By Stephanie Dawber
If you could change the future, what would it be?
This question was answered by several speakers at Bridgewater State University’s very first TEDxBSU. The goal of TEDxBSU is to spark conversation and discussion through local TED-like experiences. TEDx events are coordinated independently, under a free license granted by TED.
TED’s slogan is “ideas worth spreading,” which brings innovative speakers and topics to the forefront of discussion. The live TEDxBSU was held Feb. 23 in the RCC Ballroom.
The list of eight speakers includes BSU students, faculty, staff, and community members. The speakers include: Lisa Boragine, Queen Butahe, Ed Cabellon, James Hayes-Bohanan, Mia Holland, Amma Marfo, Jenny Shanahan, and Madhavi Venkatesan. Each speaker shared their unique predictions and hopes for 2040.
Dr. Mia Holland an advocate of eating disorders and body image issues. Holland serves as the Chair of the Studies of Human Behaviors Programs at Capella University and a visiting Assistant Professor of Psychology at BSU.
She started her presentation by asking the audience, “How many of you think you have the perfect body?” Only three hands in the audience were raised. Consequently, Holland believes body image can change, not by persuading the media, but if society changes their inner thoughts. She concluded her presentation with “Every body is the perfect body.”
Similarly, Madhavi Venkatesan is a faculty member in the Department of Economics at BSU. She calls students to really understand the value of materialistic items such as a tee-shirt, and the exploitation of workers in foreign countries. She argued that “capacity has changed over time,” and “it’s not quantity of life… it’s quality.”
Ed Cabellon, Assistant to the VP of Student Affairs presented, “Level Up! Unlocking the Power of Digital Engagement in Higher Education.” Cabellon said, “I’ve always been fascinated by technology,” and universities like BSU will eventually have to incorporate more technology into their programs. Cabellon is currently pursuing a Doctorate in Educational Leadership at
Johnson and Wales University.
Originally a native of Tanzania and currently studying at BSU, Queen Butahe presented a powerful message about her turbulent life in Africa. She ended her presentation by advocating that “the future is to speak up” and received a standing ovation. For more information, please read her biography, The Luckiest Bastard.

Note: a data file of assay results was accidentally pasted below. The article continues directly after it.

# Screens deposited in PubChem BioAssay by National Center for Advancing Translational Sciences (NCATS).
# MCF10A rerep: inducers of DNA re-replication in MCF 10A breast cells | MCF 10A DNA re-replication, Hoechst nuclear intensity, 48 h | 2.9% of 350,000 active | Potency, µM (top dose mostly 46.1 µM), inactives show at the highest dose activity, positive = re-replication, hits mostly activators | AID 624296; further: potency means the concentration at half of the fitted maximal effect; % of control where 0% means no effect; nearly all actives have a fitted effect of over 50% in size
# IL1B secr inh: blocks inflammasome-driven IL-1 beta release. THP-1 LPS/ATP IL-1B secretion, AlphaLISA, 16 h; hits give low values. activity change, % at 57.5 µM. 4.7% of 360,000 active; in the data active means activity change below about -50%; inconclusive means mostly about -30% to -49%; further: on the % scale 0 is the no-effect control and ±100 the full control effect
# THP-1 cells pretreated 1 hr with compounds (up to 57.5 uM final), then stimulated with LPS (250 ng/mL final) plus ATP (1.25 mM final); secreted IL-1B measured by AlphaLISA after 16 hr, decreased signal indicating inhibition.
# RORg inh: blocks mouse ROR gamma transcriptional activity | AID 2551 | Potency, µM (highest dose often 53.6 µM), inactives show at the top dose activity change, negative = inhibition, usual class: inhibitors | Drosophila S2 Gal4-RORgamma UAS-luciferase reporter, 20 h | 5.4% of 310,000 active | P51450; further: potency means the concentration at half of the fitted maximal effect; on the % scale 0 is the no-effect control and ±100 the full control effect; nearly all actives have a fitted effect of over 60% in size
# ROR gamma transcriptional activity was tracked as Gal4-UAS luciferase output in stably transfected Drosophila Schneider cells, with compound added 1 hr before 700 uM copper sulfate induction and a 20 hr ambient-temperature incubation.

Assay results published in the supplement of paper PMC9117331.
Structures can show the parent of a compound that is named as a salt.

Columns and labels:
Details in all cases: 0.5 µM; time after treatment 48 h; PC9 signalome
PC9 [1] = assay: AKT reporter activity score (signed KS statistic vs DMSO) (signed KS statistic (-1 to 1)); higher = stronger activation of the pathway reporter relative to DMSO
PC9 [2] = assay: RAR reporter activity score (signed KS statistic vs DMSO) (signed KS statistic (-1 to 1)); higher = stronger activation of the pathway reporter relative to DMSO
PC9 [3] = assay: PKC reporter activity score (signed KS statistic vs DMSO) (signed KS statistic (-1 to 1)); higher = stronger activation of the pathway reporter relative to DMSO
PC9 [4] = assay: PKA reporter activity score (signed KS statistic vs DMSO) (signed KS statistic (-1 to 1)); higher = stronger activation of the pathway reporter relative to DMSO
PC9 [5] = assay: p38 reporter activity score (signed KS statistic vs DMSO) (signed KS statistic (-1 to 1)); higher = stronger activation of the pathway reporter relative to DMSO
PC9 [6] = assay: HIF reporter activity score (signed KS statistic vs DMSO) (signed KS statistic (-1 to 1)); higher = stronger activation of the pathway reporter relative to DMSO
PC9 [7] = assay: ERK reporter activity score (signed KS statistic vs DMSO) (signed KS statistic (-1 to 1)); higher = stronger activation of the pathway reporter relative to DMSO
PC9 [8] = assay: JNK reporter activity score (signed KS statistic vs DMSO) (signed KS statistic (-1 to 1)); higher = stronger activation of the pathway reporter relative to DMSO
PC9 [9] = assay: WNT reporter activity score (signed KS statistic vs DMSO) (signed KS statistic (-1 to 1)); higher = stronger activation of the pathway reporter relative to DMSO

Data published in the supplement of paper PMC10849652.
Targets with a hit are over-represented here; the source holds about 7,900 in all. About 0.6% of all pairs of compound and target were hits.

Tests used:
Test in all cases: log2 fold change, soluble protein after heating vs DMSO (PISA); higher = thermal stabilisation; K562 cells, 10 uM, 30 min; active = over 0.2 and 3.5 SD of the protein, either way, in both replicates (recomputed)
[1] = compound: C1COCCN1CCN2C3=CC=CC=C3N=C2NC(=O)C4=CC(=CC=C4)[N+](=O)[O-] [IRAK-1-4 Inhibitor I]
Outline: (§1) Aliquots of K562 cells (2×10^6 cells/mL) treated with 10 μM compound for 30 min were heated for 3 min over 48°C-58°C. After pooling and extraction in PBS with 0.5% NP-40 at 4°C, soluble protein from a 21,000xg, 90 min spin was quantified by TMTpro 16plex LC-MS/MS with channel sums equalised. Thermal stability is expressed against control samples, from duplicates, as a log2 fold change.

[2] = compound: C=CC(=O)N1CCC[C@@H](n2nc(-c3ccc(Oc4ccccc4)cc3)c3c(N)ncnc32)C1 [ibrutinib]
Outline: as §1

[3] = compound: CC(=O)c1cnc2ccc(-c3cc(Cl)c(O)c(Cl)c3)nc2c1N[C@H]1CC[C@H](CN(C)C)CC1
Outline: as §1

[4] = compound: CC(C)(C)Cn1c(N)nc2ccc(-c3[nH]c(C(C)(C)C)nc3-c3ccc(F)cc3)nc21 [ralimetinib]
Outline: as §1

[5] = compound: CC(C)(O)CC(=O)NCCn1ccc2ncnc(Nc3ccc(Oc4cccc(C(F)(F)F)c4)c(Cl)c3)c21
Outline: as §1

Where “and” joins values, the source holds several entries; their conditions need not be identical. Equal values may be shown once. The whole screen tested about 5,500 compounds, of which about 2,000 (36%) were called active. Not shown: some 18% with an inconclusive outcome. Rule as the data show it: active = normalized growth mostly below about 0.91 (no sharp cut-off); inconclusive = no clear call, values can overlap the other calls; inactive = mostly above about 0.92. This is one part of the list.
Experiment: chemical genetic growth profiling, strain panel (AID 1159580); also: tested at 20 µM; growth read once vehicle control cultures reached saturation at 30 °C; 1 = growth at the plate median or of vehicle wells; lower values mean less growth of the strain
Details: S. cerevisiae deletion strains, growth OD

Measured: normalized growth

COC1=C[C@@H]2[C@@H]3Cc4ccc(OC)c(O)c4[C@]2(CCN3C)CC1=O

Currently serving as the Director of Undergraduate Research, Jenny Shanahan said, “I love my job, but by 2040, I hope it doesn’t exist.” Consequently, Shanahan hopes research will automatically be a part of the college curriculum in the future.
James Hayes-Bohanan teaches courses in Environmental Geography and the Geography of Latin America at BSU. He argues that by “2040 everyone will know that coffee is a fruit,” and “If we have coffee in 2040, that means we done our part in climate change.” His presentation overviewed the business, economic and environmental importance of coffee.
Lisa Boragine is the Digital Content Designer for Cengage Learning. A life-long fan of Dr. Who, Boragine hypothesizes that “We live immortality in the digital age,” and society is “increasingly fragmented.” Boragine dubbed technology fans as “digital natives” and we must strive to become increasingly present or reach them in their realm.
The last speech featured Amma Marfo, the Assistant Director of Student Activities for Involvement and Assessment at Emmanuel College. Self-described as “thoughtful, yet incurably silly,” Marfo argues that the future will significantly benefit by laughing and looking for the positive throughout turbulent times, such as “famine, war and inequality.”
The event was sponsored by the Student Government Association and the Office of Student Involvement and Leadership. According to Bridgewater State University’s website, “TEDxBSU was designed as a way to inspire more dialogue within our campus community inspired by these creative thinkers.”
Stephanie Dawber is the News Editor of The Comment. Follow her on Twitter @StephanieDawber.